Pretty-printer: Many options. Can insert declarations for
: implicitly typed symbols. Dead code & redundant
: variable removal. Symbol name-change option.
: Can use case to highlight symbol type.
: Also many F66F77F90 conversions.
Restructuring : Re-organises spaghetti code using block IF,
: DO WHILE etc.
: Moves code-blocks to minimise control jumps.
: Can duplicate code where this helps.
: Before & after complexity metrics.
Static Anal. : Comprehensive global COMMON block & argument
: checks. Identifies globally unused, used but
: not set & set but not used. System documentation
: & call-tree.
: Interactive access to static analysis database.
Dynamic Anal. : Insert probes in source code to detect the use
: of unassigned variables, array elements & char
: substrings at run-time.
Coverage Anal.: Inserts probes in source code to identify
: execution hot-spots, & untested code.
: Accumulates usage over a series of runs.
: Annotates source files.
CMAKE : A bit like make, but doesn't need a make-file.
: Automatically works out INCLUDE file dependencies.
QMERGE : Tool for dealing with system-dependent code.

Polyhedron Software Ltd.
Linden House
93 High St. Tel: +44(0)1865-300579
Standlake Fax: +44(0)1865-300232
WITNEY Compuserve: 100013,461
OX8 7RH Internet:
United Kingdom

5. FOR-STRUCT, sold by Cobalt Blue. Also a GOTO restructurer
that prettyprints. About $700 for MS-DOS. Available from
most of the big PC software dealers (Programmer's Paradise, etc...)

(They now have a "budget" version that costs about $250 but
has program-size limitations.)

6. PRETTY, sold by Quibus Enterprises, Inc. Restructures GOTOs,
also indents, relabels, moves Formats, etc. $149 for MS-DOS,
$500 for Unix workstations. Call (719) 527-1384 for more info.


~From: "John D. McCalpin" <>

Not too many people use it, but you might want to add TOOLPACK
to the list of FORTRAN "lint" packages. Here is the blurb that
I send to people who are interested:

TOOLPACK is a large set of utilities written in FORTRAN to do
FORTRAN code analysis and transformation.

TOOLPACK begins by actually parsing the program with a fully
FORTRAN- compliant parser and then does all the code transformations
on the parse and comment trees.

This means that you cannot confuse TOOLPACK by silly FORTRAN-isms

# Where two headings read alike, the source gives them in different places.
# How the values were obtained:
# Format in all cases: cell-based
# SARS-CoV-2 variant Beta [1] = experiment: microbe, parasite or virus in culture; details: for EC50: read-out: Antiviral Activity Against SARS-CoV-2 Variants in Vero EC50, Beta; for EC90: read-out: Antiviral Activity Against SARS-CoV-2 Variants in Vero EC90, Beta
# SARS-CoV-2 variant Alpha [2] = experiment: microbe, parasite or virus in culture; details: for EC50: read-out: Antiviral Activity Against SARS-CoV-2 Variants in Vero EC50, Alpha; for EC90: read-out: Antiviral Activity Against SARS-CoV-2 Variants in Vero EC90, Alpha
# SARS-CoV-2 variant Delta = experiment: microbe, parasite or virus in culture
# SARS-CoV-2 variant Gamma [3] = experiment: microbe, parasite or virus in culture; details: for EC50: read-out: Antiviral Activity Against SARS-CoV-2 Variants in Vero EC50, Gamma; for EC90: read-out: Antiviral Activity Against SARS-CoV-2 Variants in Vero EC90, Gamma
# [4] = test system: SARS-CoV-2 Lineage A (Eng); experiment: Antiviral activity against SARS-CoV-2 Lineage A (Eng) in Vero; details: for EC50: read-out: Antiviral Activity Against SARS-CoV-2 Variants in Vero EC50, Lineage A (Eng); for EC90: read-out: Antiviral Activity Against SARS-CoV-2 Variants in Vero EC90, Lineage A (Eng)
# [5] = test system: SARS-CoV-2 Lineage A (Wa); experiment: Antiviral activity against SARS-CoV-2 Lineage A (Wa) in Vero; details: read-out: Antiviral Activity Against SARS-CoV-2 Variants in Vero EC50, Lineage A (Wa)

that can easily overwhelm more naive utilities (such as ftnchek).
For example, TOOLPACK correctly handles statements such as:

D O U B L E P R E C I S I O N A(100,100)
doubleprecision fred

DO I = 1.2
READ(I,J) = 10.

The usual interface to TOOLPACK is a set of 'csh' scripts that
run the various TOOLPACK utilities to do specific tasks.

The ones you will find most useful are: pol, polx, apt, dapt,
decs, getlst, and discard. These are the prettyprinter,
precision converter, declaration standardizer, and some
necessary utilities. See below for more details.

By aware that TOOLPACK is *very* rigorous about the FORTRAN-77
standard. You may or may not consider this an advantage.

The scripts are described by the 'scripts' script, which delivers
the following:
In the Toolpack script summaries below, the section numbers refer
to the Unix environment Users' Guide where more detailed information
can be found. To obtain on-line information about a script's usage,
type its name without any arguments.

FORTRAN Analysis Facilities

getlst Produce a listing showing statement and token numbers.
Report lexical scanning warnings and errors. (3.1.1)

syn Report errors and warnings detected by lexical scanning,
parsing, and examining a set of symbol attributes. (3.1.2)

sem Report errors and warnings detected by lexical scanning,
parsing, and examining an extended set of symbol attributes.

pfort Report errors and warnings detected by lexical scanning,
parsing, examining an extended set of symbol attributes,
checking for unsafe references, and checking conformance
to a portable subset of FORTRAN. (3.1.4)

statdoc In a user-supplied report template, place information
derived from static analysis to assist in documenting
the program. Examples of information the user may
request are COMMON block usage, symbol attributes,
and a graph of subprogram calls. (3.1.5)

inst Instrument a FORTRAN program so that the instrumented
program, when executed, produces information about
program execution. (3.2.1)

rundoc Execute a program instrumented by inst and, in a
user-supplied report template, place information
derived from dynamic analysis to assist in documenting
the program. For example, the user may determine the
frequency of execution of program segments. (3.2.2)

FORTRAN Transformation Facilities

pol Format a FORTRAN program under control of user-supplied
options in a Polish option file. (4.1.1)